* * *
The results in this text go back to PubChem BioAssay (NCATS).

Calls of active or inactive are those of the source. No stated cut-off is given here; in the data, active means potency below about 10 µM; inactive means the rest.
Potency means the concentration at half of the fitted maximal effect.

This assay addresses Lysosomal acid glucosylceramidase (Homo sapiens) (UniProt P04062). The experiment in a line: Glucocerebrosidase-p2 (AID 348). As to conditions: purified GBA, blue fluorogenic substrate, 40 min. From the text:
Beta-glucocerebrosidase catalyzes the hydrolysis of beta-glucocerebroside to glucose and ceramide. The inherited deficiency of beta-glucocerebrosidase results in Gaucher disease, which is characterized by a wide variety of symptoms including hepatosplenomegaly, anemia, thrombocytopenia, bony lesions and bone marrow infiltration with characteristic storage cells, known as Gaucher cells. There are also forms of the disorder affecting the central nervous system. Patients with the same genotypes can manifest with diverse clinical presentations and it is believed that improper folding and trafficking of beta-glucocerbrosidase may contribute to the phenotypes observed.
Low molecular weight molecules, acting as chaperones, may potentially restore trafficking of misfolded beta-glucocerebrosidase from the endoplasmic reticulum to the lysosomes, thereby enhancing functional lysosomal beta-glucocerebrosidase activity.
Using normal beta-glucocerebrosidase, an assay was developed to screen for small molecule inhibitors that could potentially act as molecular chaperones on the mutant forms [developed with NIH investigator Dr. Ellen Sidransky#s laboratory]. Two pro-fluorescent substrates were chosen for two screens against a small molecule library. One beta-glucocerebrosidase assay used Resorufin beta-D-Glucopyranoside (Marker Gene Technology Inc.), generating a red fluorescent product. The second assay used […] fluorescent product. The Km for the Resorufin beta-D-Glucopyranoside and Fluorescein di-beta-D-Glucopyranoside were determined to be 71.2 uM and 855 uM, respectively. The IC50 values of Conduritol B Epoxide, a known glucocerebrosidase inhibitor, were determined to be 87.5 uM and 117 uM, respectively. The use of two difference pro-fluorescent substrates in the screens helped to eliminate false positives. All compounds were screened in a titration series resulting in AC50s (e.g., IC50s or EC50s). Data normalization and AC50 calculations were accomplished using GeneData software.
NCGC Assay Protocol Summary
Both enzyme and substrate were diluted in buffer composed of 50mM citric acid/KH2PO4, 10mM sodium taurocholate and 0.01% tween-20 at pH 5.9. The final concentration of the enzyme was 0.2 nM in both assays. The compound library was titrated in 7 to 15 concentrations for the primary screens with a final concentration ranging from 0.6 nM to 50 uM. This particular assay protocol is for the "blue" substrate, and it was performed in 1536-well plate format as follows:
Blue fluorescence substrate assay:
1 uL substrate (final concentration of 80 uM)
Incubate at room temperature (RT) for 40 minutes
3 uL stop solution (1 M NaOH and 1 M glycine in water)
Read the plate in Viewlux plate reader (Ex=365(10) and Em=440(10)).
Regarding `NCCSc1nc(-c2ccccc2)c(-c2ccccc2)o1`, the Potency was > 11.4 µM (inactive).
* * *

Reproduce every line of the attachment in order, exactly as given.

The results in this text go back to PubChem BioAssay (NCATS).

Calls of active or inactive are those of the source. No stated cut-off is given here; in the data, active means potency below about 10 µM; inactive means the rest.
Potency means the concentration at half of the fitted maximal effect.

This assay addresses Lysosomal acid glucosylceramidase (Homo sapiens) (UniProt P04062). The experiment in a line: Glucocerebrosidase-p2 (AID 348). As to conditions: purified GBA, blue fluorogenic substrate, 40 min. From the text:
Beta-glucocerebrosidase catalyzes the hydrolysis of beta-glucocerebroside to glucose and ceramide. The inherited deficiency of beta-glucocerebrosidase results in Gaucher disease, which is characterized by a wide variety of symptoms including hepatosplenomegaly, anemia, thrombocytopenia, bony lesions and bone marrow infiltration with characteristic storage cells, known as Gaucher cells. There are also forms of the disorder affecting the central nervous system. Patients with the same genotypes can manifest with diverse clinical presentations and it is believed that improper folding and trafficking of beta-glucocerbrosidase may contribute to the phenotypes observed.
Low molecular weight molecules, acting as chaperones, may potentially restore trafficking of misfolded beta-glucocerebrosidase from the endoplasmic reticulum to the lysosomes, thereby enhancing functional lysosomal beta-glucocerebrosidase activity.
Using normal beta-glucocerebrosidase, an assay was developed to screen for small molecule inhibitors that could potentially act as molecular chaperones on the mutant forms [developed with NIH investigator Dr. Ellen Sidransky#s laboratory]. Two pro-fluorescent substrates were chosen for two screens against a small molecule library. One beta-glucocerebrosidase assay used Resorufin beta-D-Glucopyranoside (Marker Gene Technology Inc.), generating a red fluorescent product. The second assay used […] fluorescent product. The Km for the Resorufin beta-D-Glucopyranoside and Fluorescein di-beta-D-Glucopyranoside were determined to be 71.2 uM and 855 uM, respectively. The IC50 values of Conduritol B Epoxide, a known glucocerebrosidase inhibitor, were determined to be 87.5 uM and 117 uM, respectively. The use of two difference pro-fluorescent substrates in the screens helped to eliminate false positives. All compounds were screened in a titration series resulting in AC50s (e.g., IC50s or EC50s). Data normalization and AC50 calculations were accomplished using GeneData software.
NCGC Assay Protocol Summary
Both enzyme and substrate were diluted in buffer composed of 50mM citric acid/KH2PO4, 10mM sodium taurocholate and 0.01% tween-20 at pH 5.9. The final concentration of the enzyme was 0.2 nM in both assays. The compound library was titrated in 7 to 15 concentrations for the primary screens with a final concentration ranging from 0.6 nM to 50 uM. This particular assay protocol is for the "blue" substrate, and it was performed in 1536-well plate format as follows:
Blue fluorescence substrate assay:
1 uL substrate (final concentration of 80 uM)
Incubate at room temperature (RT) for 40 minutes
3 uL stop solution (1 M NaOH and 1 M glycine in water)
Read the plate in Viewlux plate reader (Ex=365(10) and Em=440(10)).
Regarding `NCCSc1nc(-c2ccccc2)c(-c2ccccc2)o1`, the Potency was > 11.4 µM (inactive).